inertial mass of an object, as in 2); in the cosmologicalization, the equivalence
between gravitational and the inertial force occurs in the spacetime frame of reference
of the same dynamic object on the surface of the expanding sphere^{1}.

As mentioned, the cosmological constant parametrizes the spacetime accelerating frame of reference of the inertial mass of an object. The relation between the cosmological constant and the inertial mass of an object may be generalized as a correlation between the matter density in the universe and the cosmological constant by considering the second Friedmann equation (Equation (1)) for a static universe.

In a static universe, , and assuming a pressureless universe, we have

(3)

or,

. (4)

Here ρ represents gravitational mass (which for the present proposition shall represent
only matter), and which is counterrelated to the antigravitational term Λ in Equation
(3). However, it will be noted that in Equation (4) the gravitational and the antigravitational
terms are correlated, which is physically contradictory. This can be resolved, however,
by recalling the equivalence of gravitational and inertial mass, and interpreting
ρ in equation (4) in terms of inertial mass, and thereby rendering the correlation
as between inertial mass and the cosmological constant^{2}.

The correlation between ρ and Λ derived for a static universe from the second Friedmann equation cannot however be mathematically extrapolated to a dynamic universe, since in Equation (1) for such a universe.

Let us then turn to the first Friedmann equation, but first without the cosmological constant:

, (5)

where ρ in the term represents matter and radiation density in the universe. We know that the Hubble parameter H has to decrease over time, since it is inversely proportional to the increasing age of the universe; and this is consistent with the fact that ρ in also decreases in an expanding universe.

Let us now consider the Friedmann equation with the cosmological constant:

. (6)

Here, the physical meaning of ρ has changed: now represents dark energy, which can be derived from the gravitational term in the second Friedmann equation (Equation (1))―since the cosmological constant can be considered as an ideal fluid with negative pressure, whereby.

Now the prevailing practice has been to consider ρ in Equation (6) as encompassing dark energy, matter and radiation. Since the Hubble parameter H has to decrease over time in Equation (6) for the age of the universe to increase, it is sufficient for matter and radiation density to decrease while dark energy density can remain constant. Indeed, so far the astronomical observational constraints are consistent with a time-independent cosmological constant. However, it may be argued that since already includes matter and radiation in Equation (5), while in Equation (6) can be explicitly derived from Equation (1) to signify dark energy, so in Equation (6) should exclusively represent dark energy. The exclusivity of to represent dark energy in Equation (6) is further strengthened when we consider that negative pressure, dark energy density, and the cosmological constant correspond as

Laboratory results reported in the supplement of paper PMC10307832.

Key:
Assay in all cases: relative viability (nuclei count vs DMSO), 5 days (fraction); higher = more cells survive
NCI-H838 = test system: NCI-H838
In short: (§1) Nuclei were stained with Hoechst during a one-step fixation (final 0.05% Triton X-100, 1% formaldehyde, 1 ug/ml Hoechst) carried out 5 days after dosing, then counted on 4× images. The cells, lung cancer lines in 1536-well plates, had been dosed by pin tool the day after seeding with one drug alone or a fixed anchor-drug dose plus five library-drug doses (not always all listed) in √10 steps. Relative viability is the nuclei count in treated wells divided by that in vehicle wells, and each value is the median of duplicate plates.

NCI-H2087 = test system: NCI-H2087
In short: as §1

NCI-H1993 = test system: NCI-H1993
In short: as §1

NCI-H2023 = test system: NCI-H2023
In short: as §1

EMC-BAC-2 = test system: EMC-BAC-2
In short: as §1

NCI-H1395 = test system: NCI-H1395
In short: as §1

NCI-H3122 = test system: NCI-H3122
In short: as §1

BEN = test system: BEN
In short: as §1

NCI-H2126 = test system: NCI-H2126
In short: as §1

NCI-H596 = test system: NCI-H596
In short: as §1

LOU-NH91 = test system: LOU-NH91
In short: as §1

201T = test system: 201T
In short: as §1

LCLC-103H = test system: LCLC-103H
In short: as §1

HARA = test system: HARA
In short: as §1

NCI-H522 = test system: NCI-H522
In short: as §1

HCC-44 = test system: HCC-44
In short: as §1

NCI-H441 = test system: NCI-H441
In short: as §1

. (7)

But we can also get from Equation (6) by setting

. (8)

Thus should exclusively represent dark energy in Equation (6). And since H has to decrease in Equation (6) for the age of the universe to increase, ρ in must also decrease.

Though the present astronomical observational constraints are that of a time-independent
cosmological constant, the error bars are large enough to allow for the possibility
of the detection of a slowly time-varying cosmological constant either in ongoing
or future astronomical observations. It is however not possible to predict the constraints
on a time-varying Λ-term from the Friedmann equation itself―that may only be empirically
determined from astronomical observations^{3}.

The curious coincidence of the term occurring in both the Equations (5) and (6), in each of which ρ represents distinct types of contents of the universe, is noteworthy. It may be argued that this should not be seen merely as a coincidence but can also be seen as implying a correlation between diluting matter density (for the present proposition only matter density is considered) in Equation (5) and dark energy density in Equation (6), if dark energy density were to also decrease in an expanding universe.

3. Conclusion

As proposed, a correlation between matter density and the cosmological constant would imply a correlation between the inertial mass of matter in the universe and the cosmological constant, which in turn would be a generalized expression of the cosmologicalization of the principle of equivalence in an expanding spherical distribution of matter, whereby the inertial mass of an object on the surface of the sphere has to exist in a spacetime accelerating frame of reference, which is responsible for the accelerating expansion of the universe.

Cite this paper

RankuKalita, (2015) Dark Energy. *Journal of Modern Physics*,**06**,1007-1011.
doi:
10.4236/jmp.2015.67105

References

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Appendix